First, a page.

Q: I got a cutting of Bridal Bouquet Plumeria while in Key West last year. It is rooted in a pot, and the branch is about four feet tall. Should I cut it off at the top to make it branch out? The other cutting was planted in the ground, and it branched out this summer and is blooming. I need to keep the other one in a pot for a while. Can you tell me how to prune Bridal Bouquet Plumeria?
A: Pretty Plumeria pudica, also known as Bridal Bouquet or Bridal Veil Frangipani, is a small tree or large shrub. It is in the Apocynaceae family, and when Frangipani branches or leaves are cut or broken, they exude sticky milky sap. P. pudica has slender branches that are held upright. This small tree or large shrub tends to branch close to the ground giving the tree a vase or umbrella shape. Pruning can help shape and protect Bridal Bouquet Plumeria.
There are several reasons to prune a plant. The main reasons are maintaining or enhancing plant health, developing or maintaining a robust plant structure, increasing flower and fruit production, and managing plant size. All of these facts are true of Plumeria. However beneficial pruning can be, it still produces a wound on the plant. The best advice is to plan the pruning of young trees and shrubs and keep the cuts to a minimum.
Bridal Bouquet Plumeria is semi-deciduous or evergreen. It blooms during the warm weather and slowly tapers off in the dry, cool fall and winter. The best time to prune this plant is just before growth starts and the change of frosty weather is past.
Pruning cuts should be made at the nodes on the branches with sharp blades. If there are any damaged, diseased, or cross and rubbing branches, remove these first. The subsequent cuts, if needed, are made to control the size and direction of growth. The natural upright shape of P. pudica has less branching than the familiar Frangipani. Cutting the upright branches will cause other limbs to appear, but they will grow upright too.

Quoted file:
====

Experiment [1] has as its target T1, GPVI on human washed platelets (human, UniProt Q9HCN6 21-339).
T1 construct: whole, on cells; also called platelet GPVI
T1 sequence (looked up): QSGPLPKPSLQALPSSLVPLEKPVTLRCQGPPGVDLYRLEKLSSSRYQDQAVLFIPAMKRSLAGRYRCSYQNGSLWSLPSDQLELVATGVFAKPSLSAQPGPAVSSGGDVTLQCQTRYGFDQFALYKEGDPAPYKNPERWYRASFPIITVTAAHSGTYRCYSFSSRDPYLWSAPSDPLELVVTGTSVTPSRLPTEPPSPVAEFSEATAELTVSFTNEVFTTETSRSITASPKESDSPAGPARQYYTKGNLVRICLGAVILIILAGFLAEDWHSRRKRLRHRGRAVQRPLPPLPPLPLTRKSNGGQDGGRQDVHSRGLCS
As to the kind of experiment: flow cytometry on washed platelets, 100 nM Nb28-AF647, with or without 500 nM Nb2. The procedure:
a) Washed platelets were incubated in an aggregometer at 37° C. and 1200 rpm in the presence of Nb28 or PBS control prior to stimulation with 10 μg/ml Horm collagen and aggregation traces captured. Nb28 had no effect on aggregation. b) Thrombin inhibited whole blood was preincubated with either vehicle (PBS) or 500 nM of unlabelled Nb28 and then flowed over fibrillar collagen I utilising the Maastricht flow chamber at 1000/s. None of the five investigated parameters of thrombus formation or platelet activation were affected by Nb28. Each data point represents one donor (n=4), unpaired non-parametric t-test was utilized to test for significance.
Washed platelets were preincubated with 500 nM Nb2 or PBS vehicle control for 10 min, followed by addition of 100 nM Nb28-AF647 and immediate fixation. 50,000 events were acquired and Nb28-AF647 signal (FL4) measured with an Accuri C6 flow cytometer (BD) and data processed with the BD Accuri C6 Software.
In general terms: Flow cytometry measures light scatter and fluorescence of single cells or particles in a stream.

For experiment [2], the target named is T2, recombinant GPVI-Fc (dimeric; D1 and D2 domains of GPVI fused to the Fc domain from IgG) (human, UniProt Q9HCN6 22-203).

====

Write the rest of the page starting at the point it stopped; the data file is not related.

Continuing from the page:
I suspect Pat’s containerized cutting has yet to branch and bloom due to a reduced and restricted root system. Repotting the cutting into a larger pot will be beneficial to the plant. It will grow and eventually branch and flower on its own with enough root space. Also, it will be easier to maintain the plant in a large pot until the planting area is ready.
Pruning and propagation of Plumeria go hand-in-hand. Save any healthy branches cut. Let the cut ends harden and form a callus, dip them in rooting hormone, and plant them in sterile potting soil. Place the cuttings in the shade and keep the soil moist; roots will form on the branch.
This column first appeared in the Treasure Coast Newspapers.
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